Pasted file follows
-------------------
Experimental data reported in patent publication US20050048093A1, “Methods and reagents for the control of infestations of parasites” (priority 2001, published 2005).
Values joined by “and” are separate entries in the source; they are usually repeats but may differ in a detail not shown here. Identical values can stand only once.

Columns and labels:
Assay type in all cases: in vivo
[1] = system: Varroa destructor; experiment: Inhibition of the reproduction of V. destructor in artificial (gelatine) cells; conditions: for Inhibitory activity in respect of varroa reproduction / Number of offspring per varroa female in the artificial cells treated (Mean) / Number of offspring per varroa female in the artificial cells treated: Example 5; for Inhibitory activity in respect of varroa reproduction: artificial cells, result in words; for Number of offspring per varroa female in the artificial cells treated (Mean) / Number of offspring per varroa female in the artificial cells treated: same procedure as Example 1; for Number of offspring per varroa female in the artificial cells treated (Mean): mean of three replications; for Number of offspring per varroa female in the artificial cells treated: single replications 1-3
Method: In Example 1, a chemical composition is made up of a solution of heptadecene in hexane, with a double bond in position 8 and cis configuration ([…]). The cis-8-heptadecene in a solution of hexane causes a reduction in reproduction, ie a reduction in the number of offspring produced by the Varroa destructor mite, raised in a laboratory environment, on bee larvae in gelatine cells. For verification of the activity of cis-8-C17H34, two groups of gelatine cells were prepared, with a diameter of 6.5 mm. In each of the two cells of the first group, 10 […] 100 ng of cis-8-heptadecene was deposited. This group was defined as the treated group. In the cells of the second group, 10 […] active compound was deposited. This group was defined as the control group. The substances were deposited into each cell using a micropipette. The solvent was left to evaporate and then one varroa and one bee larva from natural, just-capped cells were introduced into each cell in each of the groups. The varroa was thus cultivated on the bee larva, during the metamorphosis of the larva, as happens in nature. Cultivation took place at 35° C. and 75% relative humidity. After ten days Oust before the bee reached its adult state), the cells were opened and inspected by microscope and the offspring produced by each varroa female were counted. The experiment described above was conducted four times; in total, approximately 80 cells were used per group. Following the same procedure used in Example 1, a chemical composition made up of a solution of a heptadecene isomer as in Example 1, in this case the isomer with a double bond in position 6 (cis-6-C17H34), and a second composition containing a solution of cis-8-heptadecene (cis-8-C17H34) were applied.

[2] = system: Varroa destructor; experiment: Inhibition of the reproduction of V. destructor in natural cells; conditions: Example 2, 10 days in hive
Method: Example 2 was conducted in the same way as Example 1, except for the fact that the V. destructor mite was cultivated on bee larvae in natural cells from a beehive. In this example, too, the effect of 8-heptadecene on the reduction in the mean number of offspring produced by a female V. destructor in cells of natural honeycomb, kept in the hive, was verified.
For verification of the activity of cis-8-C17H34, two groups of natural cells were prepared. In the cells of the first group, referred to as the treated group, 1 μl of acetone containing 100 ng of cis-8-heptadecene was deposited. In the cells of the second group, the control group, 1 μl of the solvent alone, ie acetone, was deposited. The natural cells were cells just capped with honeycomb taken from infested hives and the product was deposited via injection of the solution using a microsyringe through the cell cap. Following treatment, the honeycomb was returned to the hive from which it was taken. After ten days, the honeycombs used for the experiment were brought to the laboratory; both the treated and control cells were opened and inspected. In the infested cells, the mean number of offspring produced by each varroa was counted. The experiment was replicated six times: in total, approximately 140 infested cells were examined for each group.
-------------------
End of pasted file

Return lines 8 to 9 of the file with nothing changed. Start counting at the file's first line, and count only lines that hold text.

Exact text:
Method: Example 2 was conducted in the same way as Example 1, except for the fact that the V. destructor mite was cultivated on bee larvae in natural cells from a beehive. In this example, too, the effect of 8-heptadecene on the reduction in the mean number of offspring produced by a female V. destructor in cells of natural honeycomb, kept in the hive, was verified.
For verification of the activity of cis-8-C17H34, two groups of natural cells were prepared. In the cells of the first group, referred to as the treated group, 1 μl of acetone containing 100 ng of cis-8-heptadecene was deposited. In the cells of the second group, the control group, 1 μl of the solvent alone, ie acetone, was deposited. The natural cells were cells just capped with honeycomb taken from infested hives and the product was deposited via injection of the solution using a microsyringe through the cell cap. Following treatment, the honeycomb was returned to the hive from which it was taken. After ten days, the honeycombs used for the experiment were brought to the laboratory; both the treated and control cells were opened and inspected. In the infested cells, the mean number of offspring produced by each varroa was counted. The experiment was replicated six times: in total, approximately 140 infested cells were examined for each group.